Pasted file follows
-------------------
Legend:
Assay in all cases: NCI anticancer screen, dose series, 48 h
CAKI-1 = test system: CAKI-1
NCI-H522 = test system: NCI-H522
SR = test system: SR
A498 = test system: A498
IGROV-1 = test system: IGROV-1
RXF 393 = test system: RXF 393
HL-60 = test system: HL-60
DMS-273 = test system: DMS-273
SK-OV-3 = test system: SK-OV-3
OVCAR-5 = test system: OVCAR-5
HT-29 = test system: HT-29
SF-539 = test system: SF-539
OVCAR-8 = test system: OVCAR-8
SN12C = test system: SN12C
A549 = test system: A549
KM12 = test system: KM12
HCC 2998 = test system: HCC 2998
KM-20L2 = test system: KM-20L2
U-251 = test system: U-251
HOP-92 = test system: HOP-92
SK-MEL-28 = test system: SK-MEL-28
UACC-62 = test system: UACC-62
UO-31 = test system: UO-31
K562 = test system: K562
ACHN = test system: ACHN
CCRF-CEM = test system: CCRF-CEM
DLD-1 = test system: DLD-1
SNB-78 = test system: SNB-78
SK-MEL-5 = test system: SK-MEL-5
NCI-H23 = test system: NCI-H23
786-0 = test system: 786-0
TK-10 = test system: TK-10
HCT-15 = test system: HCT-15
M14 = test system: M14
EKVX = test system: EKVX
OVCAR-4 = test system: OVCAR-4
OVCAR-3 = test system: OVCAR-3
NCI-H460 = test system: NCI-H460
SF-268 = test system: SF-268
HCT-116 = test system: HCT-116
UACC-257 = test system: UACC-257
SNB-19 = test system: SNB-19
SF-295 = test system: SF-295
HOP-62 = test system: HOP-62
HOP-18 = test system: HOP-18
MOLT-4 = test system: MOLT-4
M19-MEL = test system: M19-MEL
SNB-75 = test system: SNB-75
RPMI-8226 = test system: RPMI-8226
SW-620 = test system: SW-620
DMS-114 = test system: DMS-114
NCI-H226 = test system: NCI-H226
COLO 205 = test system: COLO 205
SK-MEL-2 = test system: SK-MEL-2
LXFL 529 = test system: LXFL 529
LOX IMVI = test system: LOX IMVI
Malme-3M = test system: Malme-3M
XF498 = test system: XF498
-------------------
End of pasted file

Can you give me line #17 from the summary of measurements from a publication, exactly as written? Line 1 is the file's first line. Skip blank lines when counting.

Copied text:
A549 = test system: A549